Today, the Institute for Wisconsin\’s Future released a \”study\” that purports to show that Wisconsin businesses \”underpay\” their taxes by $1.3 billion. The report uses data from Ernst and Young that estimates Wisconsin businesses pay 35% of total state tax receipts, as opposed to a 40% average nationwide. Additionally, Wisconsin businesses pay 47% of local taxes, compared to 52% nationwide. The study then concludes that if Wisconsin businesses paid the national average, they would pay $1.3 billion more, and individuals would pay that much more less. The report says:
The combined underpayment of state and local taxes means that Wisconsin\’s corporate sector is $1.3 billion short of what it would be paying, if only it brought its share up to the national average.
As a taxpaying partner in supporting state and local services, Wisconsin\’s corporate sector ranks 41st among all the states, according to Ernst & Young. This is a Bottom Ten ranking that should embarrass corporate leaders.
This is a pretty reliable talking point for liberal advocates – that somehow businesses are sticking it to taxpayers by neglecting to pay their \”fair share\” of taxes. In fact, versions of the term \”underpayment\” appear seven times in the eight page paper, as if businesses are willfully disobeying the law.
In fact, businesses pay the amount they owe. And the less they owe, the more capital they have available to employ Wisconsin taxpaying citizens. If someone believes businesses aren\’t paying their fair share, then their concerns are best taken up with the Legislature and not the businesses themselves.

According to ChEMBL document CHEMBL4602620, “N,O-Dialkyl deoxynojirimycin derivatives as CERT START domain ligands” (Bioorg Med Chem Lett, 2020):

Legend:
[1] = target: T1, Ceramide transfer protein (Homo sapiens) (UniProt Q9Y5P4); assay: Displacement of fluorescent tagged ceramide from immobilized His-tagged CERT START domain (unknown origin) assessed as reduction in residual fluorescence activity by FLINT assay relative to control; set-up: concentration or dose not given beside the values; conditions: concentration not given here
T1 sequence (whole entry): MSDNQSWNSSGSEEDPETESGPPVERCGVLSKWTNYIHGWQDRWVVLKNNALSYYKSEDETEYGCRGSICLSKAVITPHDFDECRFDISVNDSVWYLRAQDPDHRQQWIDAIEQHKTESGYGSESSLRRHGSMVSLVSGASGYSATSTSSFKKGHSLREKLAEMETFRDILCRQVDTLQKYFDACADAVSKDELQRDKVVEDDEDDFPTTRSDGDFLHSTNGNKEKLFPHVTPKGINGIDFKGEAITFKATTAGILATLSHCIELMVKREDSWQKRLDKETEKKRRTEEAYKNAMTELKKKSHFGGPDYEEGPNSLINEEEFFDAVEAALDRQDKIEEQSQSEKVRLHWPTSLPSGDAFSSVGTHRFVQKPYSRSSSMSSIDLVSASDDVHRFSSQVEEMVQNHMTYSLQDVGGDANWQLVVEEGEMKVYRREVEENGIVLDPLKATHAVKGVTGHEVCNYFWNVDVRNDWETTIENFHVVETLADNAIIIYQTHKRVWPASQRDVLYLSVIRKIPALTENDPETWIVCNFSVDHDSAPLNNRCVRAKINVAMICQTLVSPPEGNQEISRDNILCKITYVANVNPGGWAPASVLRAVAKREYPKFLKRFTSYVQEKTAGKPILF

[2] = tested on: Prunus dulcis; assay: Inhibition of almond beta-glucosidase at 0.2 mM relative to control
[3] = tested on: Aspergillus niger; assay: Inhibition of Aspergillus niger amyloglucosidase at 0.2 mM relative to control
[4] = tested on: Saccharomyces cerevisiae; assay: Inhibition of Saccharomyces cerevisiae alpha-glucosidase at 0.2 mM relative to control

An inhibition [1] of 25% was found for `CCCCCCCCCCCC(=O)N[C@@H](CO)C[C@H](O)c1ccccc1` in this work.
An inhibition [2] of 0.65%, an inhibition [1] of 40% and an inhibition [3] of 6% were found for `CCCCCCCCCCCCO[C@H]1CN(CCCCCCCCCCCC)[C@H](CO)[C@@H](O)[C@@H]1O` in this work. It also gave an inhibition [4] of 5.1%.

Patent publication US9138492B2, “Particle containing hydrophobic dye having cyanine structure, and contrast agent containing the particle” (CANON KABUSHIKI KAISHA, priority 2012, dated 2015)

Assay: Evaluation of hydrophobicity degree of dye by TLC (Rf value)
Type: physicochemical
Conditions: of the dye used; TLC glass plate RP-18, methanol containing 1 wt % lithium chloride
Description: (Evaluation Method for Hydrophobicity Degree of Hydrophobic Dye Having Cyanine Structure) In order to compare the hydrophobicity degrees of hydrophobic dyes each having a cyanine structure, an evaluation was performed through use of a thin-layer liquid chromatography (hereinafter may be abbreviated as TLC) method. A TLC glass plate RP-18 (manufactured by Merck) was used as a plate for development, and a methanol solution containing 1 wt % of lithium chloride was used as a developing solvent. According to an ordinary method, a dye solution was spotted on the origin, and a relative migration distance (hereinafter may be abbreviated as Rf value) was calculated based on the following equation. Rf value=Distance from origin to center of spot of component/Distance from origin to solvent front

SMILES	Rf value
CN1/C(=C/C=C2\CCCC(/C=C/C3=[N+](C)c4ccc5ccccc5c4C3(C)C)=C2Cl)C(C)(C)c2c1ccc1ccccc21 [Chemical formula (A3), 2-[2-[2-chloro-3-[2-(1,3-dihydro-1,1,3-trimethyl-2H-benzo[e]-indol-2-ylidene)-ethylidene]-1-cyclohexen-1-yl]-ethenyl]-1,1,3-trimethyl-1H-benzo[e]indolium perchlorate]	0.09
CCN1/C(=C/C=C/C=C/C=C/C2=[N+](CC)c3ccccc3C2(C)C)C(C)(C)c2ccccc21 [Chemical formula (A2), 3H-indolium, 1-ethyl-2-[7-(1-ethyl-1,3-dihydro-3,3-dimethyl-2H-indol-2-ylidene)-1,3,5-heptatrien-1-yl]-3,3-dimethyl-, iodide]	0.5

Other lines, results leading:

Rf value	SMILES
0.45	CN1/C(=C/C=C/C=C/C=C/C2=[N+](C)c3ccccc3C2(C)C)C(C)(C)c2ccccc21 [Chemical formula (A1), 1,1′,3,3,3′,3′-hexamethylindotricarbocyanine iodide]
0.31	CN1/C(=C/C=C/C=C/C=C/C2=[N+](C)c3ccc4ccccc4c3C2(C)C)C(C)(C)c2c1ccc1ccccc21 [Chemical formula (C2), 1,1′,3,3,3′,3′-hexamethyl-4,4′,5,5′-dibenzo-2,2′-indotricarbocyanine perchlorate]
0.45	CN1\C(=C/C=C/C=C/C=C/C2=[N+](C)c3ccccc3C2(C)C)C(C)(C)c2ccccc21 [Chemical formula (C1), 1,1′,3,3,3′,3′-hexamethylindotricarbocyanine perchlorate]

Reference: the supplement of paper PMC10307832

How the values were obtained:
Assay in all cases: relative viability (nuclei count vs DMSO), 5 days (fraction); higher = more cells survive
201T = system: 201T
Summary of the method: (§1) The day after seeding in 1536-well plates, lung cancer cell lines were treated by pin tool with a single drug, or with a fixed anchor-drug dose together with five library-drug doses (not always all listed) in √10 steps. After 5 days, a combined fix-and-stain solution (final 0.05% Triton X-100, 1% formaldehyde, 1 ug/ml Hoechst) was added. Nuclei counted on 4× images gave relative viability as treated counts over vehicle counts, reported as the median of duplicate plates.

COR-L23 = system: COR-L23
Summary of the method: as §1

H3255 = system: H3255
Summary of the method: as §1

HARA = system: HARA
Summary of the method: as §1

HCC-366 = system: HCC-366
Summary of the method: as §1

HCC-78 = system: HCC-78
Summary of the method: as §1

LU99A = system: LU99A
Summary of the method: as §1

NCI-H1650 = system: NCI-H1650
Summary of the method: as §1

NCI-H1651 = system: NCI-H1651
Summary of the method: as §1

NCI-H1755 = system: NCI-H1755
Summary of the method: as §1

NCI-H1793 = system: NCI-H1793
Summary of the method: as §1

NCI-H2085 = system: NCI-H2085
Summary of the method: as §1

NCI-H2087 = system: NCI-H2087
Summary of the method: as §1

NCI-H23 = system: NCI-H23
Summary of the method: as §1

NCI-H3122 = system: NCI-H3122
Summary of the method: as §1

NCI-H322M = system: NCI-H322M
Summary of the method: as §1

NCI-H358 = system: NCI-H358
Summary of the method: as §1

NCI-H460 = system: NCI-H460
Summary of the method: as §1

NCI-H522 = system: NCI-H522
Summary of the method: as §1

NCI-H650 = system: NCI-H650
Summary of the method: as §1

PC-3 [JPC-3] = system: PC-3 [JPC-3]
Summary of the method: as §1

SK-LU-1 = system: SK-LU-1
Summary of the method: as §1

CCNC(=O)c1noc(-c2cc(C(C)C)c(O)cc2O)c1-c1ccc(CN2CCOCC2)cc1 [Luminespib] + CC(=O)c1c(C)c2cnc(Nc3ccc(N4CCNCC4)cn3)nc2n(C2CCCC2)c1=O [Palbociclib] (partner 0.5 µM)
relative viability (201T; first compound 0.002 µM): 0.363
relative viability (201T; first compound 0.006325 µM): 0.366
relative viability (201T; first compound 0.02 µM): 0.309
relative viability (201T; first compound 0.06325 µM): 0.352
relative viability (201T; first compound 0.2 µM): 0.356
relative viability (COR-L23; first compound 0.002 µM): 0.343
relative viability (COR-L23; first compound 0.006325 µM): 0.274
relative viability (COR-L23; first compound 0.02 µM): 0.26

Furthermore, such a simplistic analysis ignores some important trends. Is it possible that Wisconsin businesses are paying less as a percentage of total taxes because businesses are leaving the state? If there were fewer businesses in Wisconsin to pay taxes, the total amount they contribute would certainly be less. Are businesses paying less as a percentage because individuals are paying more? That could be a sign of a good economy, if individual incomes (and tax receipts, as a result) are up.
In fact, it would be just as easy to get to their magic \”40%\” number by cutting taxes for individuals, since businesses would be paying more as a percentage of tax receipts. Is this what the Institute for Wisconsin\’s Future is advocating? I\’m guessing not. That would explain why so many states with high income taxes are at the top of the \”scale\” the study cites – is this something that they consider to be desirable?
Finally, does the passage of the \”single sales factor\” business tax break (signed by Democratic Governor Jim Doyle) have anything to do with the smaller business tax share? (It is buried in a footnote.)
The report doesn\’t address any of these questions, which shows that it really isn\’t a serious attempt to discern an appropriate tax level for businesses. It briefly cites the tax statistics, then is padded with typical shots at Wal-Mart, Wisconsin Manufacturers and Commerce, and banks. In fact, if businesses were forced to pay more in taxes, more would probably choose tax-friendlier states to do business, and there would be fewer employees paying taxes to local and state governments. Minnesota\’s JOBZ program attempts to lure Wisconsin businesses by completely eliminating sales, income and property taxes – which means they are dying for businesses to come in their state and \”underpay\” taxes.